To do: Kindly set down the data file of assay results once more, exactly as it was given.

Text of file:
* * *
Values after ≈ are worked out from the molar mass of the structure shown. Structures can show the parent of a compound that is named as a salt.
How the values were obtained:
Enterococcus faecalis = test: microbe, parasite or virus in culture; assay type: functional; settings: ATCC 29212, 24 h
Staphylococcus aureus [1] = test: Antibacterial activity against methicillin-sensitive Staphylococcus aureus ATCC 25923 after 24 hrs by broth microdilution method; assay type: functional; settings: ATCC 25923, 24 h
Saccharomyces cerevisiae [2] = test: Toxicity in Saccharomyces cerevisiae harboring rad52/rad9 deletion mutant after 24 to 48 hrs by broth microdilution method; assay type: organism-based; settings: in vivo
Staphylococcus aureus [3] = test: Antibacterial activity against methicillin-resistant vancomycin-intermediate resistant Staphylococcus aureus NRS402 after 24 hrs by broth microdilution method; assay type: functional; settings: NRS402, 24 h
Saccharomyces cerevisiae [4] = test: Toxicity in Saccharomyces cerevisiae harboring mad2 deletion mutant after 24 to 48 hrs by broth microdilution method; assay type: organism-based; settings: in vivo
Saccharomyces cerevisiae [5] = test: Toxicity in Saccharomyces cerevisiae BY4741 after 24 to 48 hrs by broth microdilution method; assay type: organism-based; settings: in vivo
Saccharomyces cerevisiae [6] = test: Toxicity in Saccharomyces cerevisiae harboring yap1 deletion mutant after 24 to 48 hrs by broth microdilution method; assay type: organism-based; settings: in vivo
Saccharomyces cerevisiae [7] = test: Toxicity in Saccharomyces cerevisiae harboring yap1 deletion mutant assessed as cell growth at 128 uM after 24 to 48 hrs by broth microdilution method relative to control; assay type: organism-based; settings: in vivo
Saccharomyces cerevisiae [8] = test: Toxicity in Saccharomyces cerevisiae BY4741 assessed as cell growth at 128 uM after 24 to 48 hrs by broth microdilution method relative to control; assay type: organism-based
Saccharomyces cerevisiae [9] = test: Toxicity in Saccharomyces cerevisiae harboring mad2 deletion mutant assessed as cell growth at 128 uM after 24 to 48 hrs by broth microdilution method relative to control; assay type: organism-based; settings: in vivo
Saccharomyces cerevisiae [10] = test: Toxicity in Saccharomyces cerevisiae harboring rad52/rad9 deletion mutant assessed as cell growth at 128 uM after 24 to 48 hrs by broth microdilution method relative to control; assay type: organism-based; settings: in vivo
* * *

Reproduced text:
Values after ≈ are worked out from the molar mass of the structure shown. Structures can show the parent of a compound that is named as a salt.
How the values were obtained:
Enterococcus faecalis = test: microbe, parasite or virus in culture; assay type: functional; settings: ATCC 29212, 24 h
Staphylococcus aureus [1] = test: Antibacterial activity against methicillin-sensitive Staphylococcus aureus ATCC 25923 after 24 hrs by broth microdilution method; assay type: functional; settings: ATCC 25923, 24 h
Saccharomyces cerevisiae [2] = test: Toxicity in Saccharomyces cerevisiae harboring rad52/rad9 deletion mutant after 24 to 48 hrs by broth microdilution method; assay type: organism-based; settings: in vivo
Staphylococcus aureus [3] = test: Antibacterial activity against methicillin-resistant vancomycin-intermediate resistant Staphylococcus aureus NRS402 after 24 hrs by broth microdilution method; assay type: functional; settings: NRS402, 24 h
Saccharomyces cerevisiae [4] = test: Toxicity in Saccharomyces cerevisiae harboring mad2 deletion mutant after 24 to 48 hrs by broth microdilution method; assay type: organism-based; settings: in vivo
Saccharomyces cerevisiae [5] = test: Toxicity in Saccharomyces cerevisiae BY4741 after 24 to 48 hrs by broth microdilution method; assay type: organism-based; settings: in vivo
Saccharomyces cerevisiae [6] = test: Toxicity in Saccharomyces cerevisiae harboring yap1 deletion mutant after 24 to 48 hrs by broth microdilution method; assay type: organism-based; settings: in vivo
Saccharomyces cerevisiae [7] = test: Toxicity in Saccharomyces cerevisiae harboring yap1 deletion mutant assessed as cell growth at 128 uM after 24 to 48 hrs by broth microdilution method relative to control; assay type: organism-based; settings: in vivo
Saccharomyces cerevisiae [8] = test: Toxicity in Saccharomyces cerevisiae BY4741 assessed as cell growth at 128 uM after 24 to 48 hrs by broth microdilution method relative to control; assay type: organism-based
Saccharomyces cerevisiae [9] = test: Toxicity in Saccharomyces cerevisiae harboring mad2 deletion mutant assessed as cell growth at 128 uM after 24 to 48 hrs by broth microdilution method relative to control; assay type: organism-based; settings: in vivo
Saccharomyces cerevisiae [10] = test: Toxicity in Saccharomyces cerevisiae harboring rad52/rad9 deletion mutant assessed as cell growth at 128 uM after 24 to 48 hrs by broth microdilution method relative to control; assay type: organism-based; settings: in vivo